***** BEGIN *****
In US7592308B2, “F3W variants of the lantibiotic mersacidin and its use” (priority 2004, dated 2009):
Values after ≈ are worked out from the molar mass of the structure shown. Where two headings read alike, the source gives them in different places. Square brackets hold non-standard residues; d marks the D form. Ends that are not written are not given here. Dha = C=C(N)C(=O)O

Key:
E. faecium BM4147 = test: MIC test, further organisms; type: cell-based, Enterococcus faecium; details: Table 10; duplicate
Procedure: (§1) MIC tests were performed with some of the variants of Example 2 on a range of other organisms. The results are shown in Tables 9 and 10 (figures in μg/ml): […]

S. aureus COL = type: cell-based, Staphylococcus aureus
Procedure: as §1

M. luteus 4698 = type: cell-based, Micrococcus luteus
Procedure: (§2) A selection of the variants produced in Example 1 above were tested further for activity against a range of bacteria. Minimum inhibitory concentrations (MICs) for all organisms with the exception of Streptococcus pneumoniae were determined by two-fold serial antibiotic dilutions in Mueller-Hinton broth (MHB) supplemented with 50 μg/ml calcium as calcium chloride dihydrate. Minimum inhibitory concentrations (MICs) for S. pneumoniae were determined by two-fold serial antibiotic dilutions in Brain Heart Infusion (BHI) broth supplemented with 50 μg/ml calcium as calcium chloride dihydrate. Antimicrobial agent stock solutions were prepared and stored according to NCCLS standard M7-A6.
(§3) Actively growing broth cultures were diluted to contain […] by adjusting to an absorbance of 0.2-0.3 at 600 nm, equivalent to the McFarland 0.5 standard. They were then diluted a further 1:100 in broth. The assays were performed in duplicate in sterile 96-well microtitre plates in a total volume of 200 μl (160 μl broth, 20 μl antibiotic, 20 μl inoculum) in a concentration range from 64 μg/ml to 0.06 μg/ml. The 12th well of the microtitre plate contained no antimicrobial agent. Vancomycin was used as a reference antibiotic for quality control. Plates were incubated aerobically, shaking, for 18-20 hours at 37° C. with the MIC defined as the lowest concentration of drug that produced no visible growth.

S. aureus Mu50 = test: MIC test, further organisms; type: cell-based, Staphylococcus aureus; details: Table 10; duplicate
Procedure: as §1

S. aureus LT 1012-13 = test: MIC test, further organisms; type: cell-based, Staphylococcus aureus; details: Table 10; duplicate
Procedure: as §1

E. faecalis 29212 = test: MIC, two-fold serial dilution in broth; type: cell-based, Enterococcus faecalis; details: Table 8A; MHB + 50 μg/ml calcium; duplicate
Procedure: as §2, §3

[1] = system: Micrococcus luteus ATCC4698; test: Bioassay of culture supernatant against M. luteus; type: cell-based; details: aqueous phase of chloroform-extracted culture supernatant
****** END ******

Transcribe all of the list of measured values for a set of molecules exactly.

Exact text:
In US7592308B2, “F3W variants of the lantibiotic mersacidin and its use” (priority 2004, dated 2009):
Values after ≈ are worked out from the molar mass of the structure shown. Where two headings read alike, the source gives them in different places. Square brackets hold non-standard residues; d marks the D form. Ends that are not written are not given here. Dha = C=C(N)C(=O)O

Key:
E. faecium BM4147 = test: MIC test, further organisms; type: cell-based, Enterococcus faecium; details: Table 10; duplicate
Procedure: (§1) MIC tests were performed with some of the variants of Example 2 on a range of other organisms. The results are shown in Tables 9 and 10 (figures in μg/ml): […]

S. aureus COL = type: cell-based, Staphylococcus aureus
Procedure: as §1

M. luteus 4698 = type: cell-based, Micrococcus luteus
Procedure: (§2) A selection of the variants produced in Example 1 above were tested further for activity against a range of bacteria. Minimum inhibitory concentrations (MICs) for all organisms with the exception of Streptococcus pneumoniae were determined by two-fold serial antibiotic dilutions in Mueller-Hinton broth (MHB) supplemented with 50 μg/ml calcium as calcium chloride dihydrate. Minimum inhibitory concentrations (MICs) for S. pneumoniae were determined by two-fold serial antibiotic dilutions in Brain Heart Infusion (BHI) broth supplemented with 50 μg/ml calcium as calcium chloride dihydrate. Antimicrobial agent stock solutions were prepared and stored according to NCCLS standard M7-A6.
(§3) Actively growing broth cultures were diluted to contain […] by adjusting to an absorbance of 0.2-0.3 at 600 nm, equivalent to the McFarland 0.5 standard. They were then diluted a further 1:100 in broth. The assays were performed in duplicate in sterile 96-well microtitre plates in a total volume of 200 μl (160 μl broth, 20 μl antibiotic, 20 μl inoculum) in a concentration range from 64 μg/ml to 0.06 μg/ml. The 12th well of the microtitre plate contained no antimicrobial agent. Vancomycin was used as a reference antibiotic for quality control. Plates were incubated aerobically, shaking, for 18-20 hours at 37° C. with the MIC defined as the lowest concentration of drug that produced no visible growth.

S. aureus Mu50 = test: MIC test, further organisms; type: cell-based, Staphylococcus aureus; details: Table 10; duplicate
Procedure: as §1

S. aureus LT 1012-13 = test: MIC test, further organisms; type: cell-based, Staphylococcus aureus; details: Table 10; duplicate
Procedure: as §1

E. faecalis 29212 = test: MIC, two-fold serial dilution in broth; type: cell-based, Enterococcus faecalis; details: Table 8A; MHB + 50 μg/ml calcium; duplicate
Procedure: as §2, §3

[1] = system: Micrococcus luteus ATCC4698; test: Bioassay of culture supernatant against M. luteus; type: cell-based; details: aqueous phase of chloroform-extracted culture supernatant